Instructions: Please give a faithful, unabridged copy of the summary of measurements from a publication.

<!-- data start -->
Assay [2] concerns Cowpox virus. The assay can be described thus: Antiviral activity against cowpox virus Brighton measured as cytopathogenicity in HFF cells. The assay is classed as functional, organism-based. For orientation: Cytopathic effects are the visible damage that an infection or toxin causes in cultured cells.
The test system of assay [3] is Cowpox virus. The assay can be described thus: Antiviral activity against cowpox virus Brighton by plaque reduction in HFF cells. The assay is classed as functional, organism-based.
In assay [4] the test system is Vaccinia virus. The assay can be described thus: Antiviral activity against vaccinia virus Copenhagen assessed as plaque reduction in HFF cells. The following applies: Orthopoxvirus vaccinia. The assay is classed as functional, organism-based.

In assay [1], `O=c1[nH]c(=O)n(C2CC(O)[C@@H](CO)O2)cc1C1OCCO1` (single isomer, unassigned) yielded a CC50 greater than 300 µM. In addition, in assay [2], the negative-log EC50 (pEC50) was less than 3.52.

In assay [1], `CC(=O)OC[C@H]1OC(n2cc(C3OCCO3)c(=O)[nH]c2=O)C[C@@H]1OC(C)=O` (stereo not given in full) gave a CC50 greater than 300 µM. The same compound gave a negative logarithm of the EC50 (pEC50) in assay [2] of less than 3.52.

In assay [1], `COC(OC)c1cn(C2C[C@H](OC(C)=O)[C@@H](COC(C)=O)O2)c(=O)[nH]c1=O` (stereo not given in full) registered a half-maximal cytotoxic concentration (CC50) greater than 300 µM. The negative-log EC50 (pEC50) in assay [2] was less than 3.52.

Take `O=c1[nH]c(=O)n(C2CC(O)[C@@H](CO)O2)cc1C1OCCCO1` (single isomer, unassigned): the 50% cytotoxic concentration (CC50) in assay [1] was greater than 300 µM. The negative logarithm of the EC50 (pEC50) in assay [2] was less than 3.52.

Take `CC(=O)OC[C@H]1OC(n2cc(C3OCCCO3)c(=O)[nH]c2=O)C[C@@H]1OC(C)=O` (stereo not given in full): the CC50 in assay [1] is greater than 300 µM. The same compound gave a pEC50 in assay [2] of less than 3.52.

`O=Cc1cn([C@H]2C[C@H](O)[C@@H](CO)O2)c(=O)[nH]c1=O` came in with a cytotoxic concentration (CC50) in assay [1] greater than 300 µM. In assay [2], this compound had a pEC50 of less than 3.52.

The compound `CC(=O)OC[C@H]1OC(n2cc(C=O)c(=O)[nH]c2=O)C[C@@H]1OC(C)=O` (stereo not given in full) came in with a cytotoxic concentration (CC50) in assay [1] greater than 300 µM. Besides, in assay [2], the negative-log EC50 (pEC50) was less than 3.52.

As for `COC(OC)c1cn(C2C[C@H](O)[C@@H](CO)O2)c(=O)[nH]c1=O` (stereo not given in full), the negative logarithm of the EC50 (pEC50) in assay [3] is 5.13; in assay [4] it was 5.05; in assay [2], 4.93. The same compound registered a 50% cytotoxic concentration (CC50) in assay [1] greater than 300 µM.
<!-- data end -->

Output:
Assay [2] concerns Cowpox virus. The assay can be described thus: Antiviral activity against cowpox virus Brighton measured as cytopathogenicity in HFF cells. The assay is classed as functional, organism-based. For orientation: Cytopathic effects are the visible damage that an infection or toxin causes in cultured cells.
The test system of assay [3] is Cowpox virus. The assay can be described thus: Antiviral activity against cowpox virus Brighton by plaque reduction in HFF cells. The assay is classed as functional, organism-based.
In assay [4] the test system is Vaccinia virus. The assay can be described thus: Antiviral activity against vaccinia virus Copenhagen assessed as plaque reduction in HFF cells. The following applies: Orthopoxvirus vaccinia. The assay is classed as functional, organism-based.

In assay [1], `O=c1[nH]c(=O)n(C2CC(O)[C@@H](CO)O2)cc1C1OCCO1` (single isomer, unassigned) yielded a CC50 greater than 300 µM. In addition, in assay [2], the negative-log EC50 (pEC50) was less than 3.52.

In assay [1], `CC(=O)OC[C@H]1OC(n2cc(C3OCCO3)c(=O)[nH]c2=O)C[C@@H]1OC(C)=O` (stereo not given in full) gave a CC50 greater than 300 µM. The same compound gave a negative logarithm of the EC50 (pEC50) in assay [2] of less than 3.52.

In assay [1], `COC(OC)c1cn(C2C[C@H](OC(C)=O)[C@@H](COC(C)=O)O2)c(=O)[nH]c1=O` (stereo not given in full) registered a half-maximal cytotoxic concentration (CC50) greater than 300 µM. The negative-log EC50 (pEC50) in assay [2] was less than 3.52.

Take `O=c1[nH]c(=O)n(C2CC(O)[C@@H](CO)O2)cc1C1OCCCO1` (single isomer, unassigned): the 50% cytotoxic concentration (CC50) in assay [1] was greater than 300 µM. The negative logarithm of the EC50 (pEC50) in assay [2] was less than 3.52.

Take `CC(=O)OC[C@H]1OC(n2cc(C3OCCCO3)c(=O)[nH]c2=O)C[C@@H]1OC(C)=O` (stereo not given in full): the CC50 in assay [1] is greater than 300 µM. The same compound gave a pEC50 in assay [2] of less than 3.52.

`O=Cc1cn([C@H]2C[C@H](O)[C@@H](CO)O2)c(=O)[nH]c1=O` came in with a cytotoxic concentration (CC50) in assay [1] greater than 300 µM. In assay [2], this compound had a pEC50 of less than 3.52.

The compound `CC(=O)OC[C@H]1OC(n2cc(C=O)c(=O)[nH]c2=O)C[C@@H]1OC(C)=O` (stereo not given in full) came in with a cytotoxic concentration (CC50) in assay [1] greater than 300 µM. Besides, in assay [2], the negative-log EC50 (pEC50) was less than 3.52.

As for `COC(OC)c1cn(C2C[C@H](O)[C@@H](CO)O2)c(=O)[nH]c1=O` (stereo not given in full), the negative logarithm of the EC50 (pEC50) in assay [3] is 5.13; in assay [4] it was 5.05; in assay [2], 4.93. The same compound registered a 50% cytotoxic concentration (CC50) in assay [1] greater than 300 µM.